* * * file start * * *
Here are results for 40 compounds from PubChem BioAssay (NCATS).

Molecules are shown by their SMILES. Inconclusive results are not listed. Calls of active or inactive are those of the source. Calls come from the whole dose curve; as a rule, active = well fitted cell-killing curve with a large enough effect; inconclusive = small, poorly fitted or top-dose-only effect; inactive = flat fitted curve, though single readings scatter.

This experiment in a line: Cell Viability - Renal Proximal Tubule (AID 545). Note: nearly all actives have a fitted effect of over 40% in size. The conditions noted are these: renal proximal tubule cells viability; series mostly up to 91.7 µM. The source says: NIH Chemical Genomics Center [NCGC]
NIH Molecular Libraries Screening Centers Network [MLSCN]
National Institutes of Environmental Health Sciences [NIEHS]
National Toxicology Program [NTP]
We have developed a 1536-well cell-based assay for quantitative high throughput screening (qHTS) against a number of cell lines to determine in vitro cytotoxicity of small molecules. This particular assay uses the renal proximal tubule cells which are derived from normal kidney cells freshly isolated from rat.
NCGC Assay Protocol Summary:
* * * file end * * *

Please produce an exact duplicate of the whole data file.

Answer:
Here are results for 40 compounds from PubChem BioAssay (NCATS).

Molecules are shown by their SMILES. Inconclusive results are not listed. Calls of active or inactive are those of the source. Calls come from the whole dose curve; as a rule, active = well fitted cell-killing curve with a large enough effect; inconclusive = small, poorly fitted or top-dose-only effect; inactive = flat fitted curve, though single readings scatter.

This experiment in a line: Cell Viability - Renal Proximal Tubule (AID 545). Note: nearly all actives have a fitted effect of over 40% in size. The conditions noted are these: renal proximal tubule cells viability; series mostly up to 91.7 µM. The source says: NIH Chemical Genomics Center [NCGC]
NIH Molecular Libraries Screening Centers Network [MLSCN]
National Institutes of Environmental Health Sciences [NIEHS]
National Toxicology Program [NTP]
We have developed a 1536-well cell-based assay for quantitative high throughput screening (qHTS) against a number of cell lines to determine in vitro cytotoxicity of small molecules. This particular assay uses the renal proximal tubule cells which are derived from normal kidney cells freshly isolated from rat.
NCGC Assay Protocol Summary: